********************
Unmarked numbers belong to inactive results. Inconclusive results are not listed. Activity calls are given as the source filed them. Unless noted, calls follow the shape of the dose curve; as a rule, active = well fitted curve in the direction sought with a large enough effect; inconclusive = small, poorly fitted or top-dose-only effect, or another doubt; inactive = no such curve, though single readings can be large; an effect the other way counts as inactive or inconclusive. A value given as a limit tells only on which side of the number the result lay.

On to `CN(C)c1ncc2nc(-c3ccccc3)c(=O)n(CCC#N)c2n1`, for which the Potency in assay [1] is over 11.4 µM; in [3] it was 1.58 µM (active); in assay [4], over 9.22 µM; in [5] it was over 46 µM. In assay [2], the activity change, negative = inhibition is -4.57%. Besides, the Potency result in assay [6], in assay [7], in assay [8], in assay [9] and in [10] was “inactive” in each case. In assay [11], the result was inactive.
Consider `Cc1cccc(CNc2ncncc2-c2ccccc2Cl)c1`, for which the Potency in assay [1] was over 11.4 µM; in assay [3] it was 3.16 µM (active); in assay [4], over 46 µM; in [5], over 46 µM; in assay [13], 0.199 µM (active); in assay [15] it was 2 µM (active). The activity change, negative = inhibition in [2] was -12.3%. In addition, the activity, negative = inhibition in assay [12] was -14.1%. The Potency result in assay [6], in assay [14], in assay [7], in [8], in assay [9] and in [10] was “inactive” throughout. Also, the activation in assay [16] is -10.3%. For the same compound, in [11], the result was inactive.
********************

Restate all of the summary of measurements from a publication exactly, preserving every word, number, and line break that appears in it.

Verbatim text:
Unmarked numbers belong to inactive results. Inconclusive results are not listed. Activity calls are given as the source filed them. Unless noted, calls follow the shape of the dose curve; as a rule, active = well fitted curve in the direction sought with a large enough effect; inconclusive = small, poorly fitted or top-dose-only effect, or another doubt; inactive = no such curve, though single readings can be large; an effect the other way counts as inactive or inconclusive. A value given as a limit tells only on which side of the number the result lay.

On to `CN(C)c1ncc2nc(-c3ccccc3)c(=O)n(CCC#N)c2n1`, for which the Potency in assay [1] is over 11.4 µM; in [3] it was 1.58 µM (active); in assay [4], over 9.22 µM; in [5] it was over 46 µM. In assay [2], the activity change, negative = inhibition is -4.57%. Besides, the Potency result in assay [6], in assay [7], in assay [8], in assay [9] and in [10] was “inactive” in each case. In assay [11], the result was inactive.
Consider `Cc1cccc(CNc2ncncc2-c2ccccc2Cl)c1`, for which the Potency in assay [1] was over 11.4 µM; in assay [3] it was 3.16 µM (active); in assay [4], over 46 µM; in [5], over 46 µM; in assay [13], 0.199 µM (active); in assay [15] it was 2 µM (active). The activity change, negative = inhibition in [2] was -12.3%. In addition, the activity, negative = inhibition in assay [12] was -14.1%. The Potency result in assay [6], in assay [14], in assay [7], in [8], in assay [9] and in [10] was “inactive” throughout. Also, the activation in assay [16] is -10.3%. For the same compound, in [11], the result was inactive.